I fussy cut the 4" wide front gusset strip so that it was centered on a length of rope and long enough to wrap around to the sides a bit. I cut the side gussets out of the plain white sections since there was not enough rope to go around and the sides would not show anyway.
Here is a test run of the assembly laid out on our bed before having a go at assembling it.
First I joined the gussets strips in a continuous ring and adjusted for snugness on the foam. Then I marked where the corner positions were. When I googled how to sew a gusset cushion this was recommended as the best sequence.
With right sides of the fabric together, I sewed the first corner to the rectangular top with no problem at all. I had to rip out the second corner three times before I could get it to lay right without puckers or tucks. With sixteen corners to deal with between the two seat cushions, I needed a better method. I finally gave in and ran a line of stitching along the seam line of the gusset at each corner and snipped inward, just short of the stitching line. I had not wanted to weaken the corner in this way, but it made the construction world's easier to stretch the gusset around each corner of the top rather than to try to ease the top into a 90° angle. It was slow going, but the remaining fourteen corners went together smoothly once that little slit was there for wiggle room. And there really was no strain put on the corners in that direction anyway. That part of the seam allowance got folded under.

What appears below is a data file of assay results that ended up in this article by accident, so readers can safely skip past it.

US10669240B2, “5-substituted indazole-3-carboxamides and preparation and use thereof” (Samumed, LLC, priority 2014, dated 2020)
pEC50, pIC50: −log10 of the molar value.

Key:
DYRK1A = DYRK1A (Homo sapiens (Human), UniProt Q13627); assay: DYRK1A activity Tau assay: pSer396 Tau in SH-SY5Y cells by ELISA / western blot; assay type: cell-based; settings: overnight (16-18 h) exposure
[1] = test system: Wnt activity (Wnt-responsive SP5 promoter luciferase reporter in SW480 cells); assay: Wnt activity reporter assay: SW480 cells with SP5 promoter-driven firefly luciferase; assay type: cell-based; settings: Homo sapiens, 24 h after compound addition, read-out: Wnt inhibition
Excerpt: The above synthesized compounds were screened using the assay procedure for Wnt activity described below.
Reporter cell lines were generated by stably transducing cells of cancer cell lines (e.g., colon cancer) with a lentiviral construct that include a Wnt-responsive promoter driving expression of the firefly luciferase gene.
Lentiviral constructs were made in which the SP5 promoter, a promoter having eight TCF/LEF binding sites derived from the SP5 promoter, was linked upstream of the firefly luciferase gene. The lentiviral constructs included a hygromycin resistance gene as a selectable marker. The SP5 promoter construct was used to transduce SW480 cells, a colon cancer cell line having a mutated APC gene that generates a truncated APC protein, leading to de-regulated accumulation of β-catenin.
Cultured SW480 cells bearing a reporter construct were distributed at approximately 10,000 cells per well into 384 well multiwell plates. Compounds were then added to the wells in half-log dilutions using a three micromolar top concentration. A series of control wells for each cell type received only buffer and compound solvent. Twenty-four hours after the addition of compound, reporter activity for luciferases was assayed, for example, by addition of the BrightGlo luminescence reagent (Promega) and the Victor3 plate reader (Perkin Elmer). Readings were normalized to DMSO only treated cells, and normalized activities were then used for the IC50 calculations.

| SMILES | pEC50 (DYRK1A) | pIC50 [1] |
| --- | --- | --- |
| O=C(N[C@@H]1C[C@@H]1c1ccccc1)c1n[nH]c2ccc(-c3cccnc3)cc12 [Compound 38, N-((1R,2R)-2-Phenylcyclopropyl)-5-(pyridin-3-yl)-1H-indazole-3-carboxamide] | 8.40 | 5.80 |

Here the cushion top is attached but not yet the cushion bottom. I great tip I learned from googling was to remember to unzip the zipper before putting the bottom on. Otherwise I would have constructed a fully zipped inside out cover with no way to reach in and turn it right side out. Duh!
I had to do some tweaking by nipping in the edge line seam where a bit of selvage writing peeked out. This was no problem. It just gave the cushion a snugger fit. Had it been an issue, my solution would have been to shave a bevel along the edge of the foam. That was not necessary since the foam was forgiving enough.
However, wrestling the foam into the completed cover was quite challenging. Even though the foam is squishy, it grabs at the fabric and nothing slides. Putting on non-stretch jeans a size too small would have been an easier undertaking. Mission accomplished though. I will go back and adjust the directional lay of some of the seam allowances later but for now both cushions are done and deployed!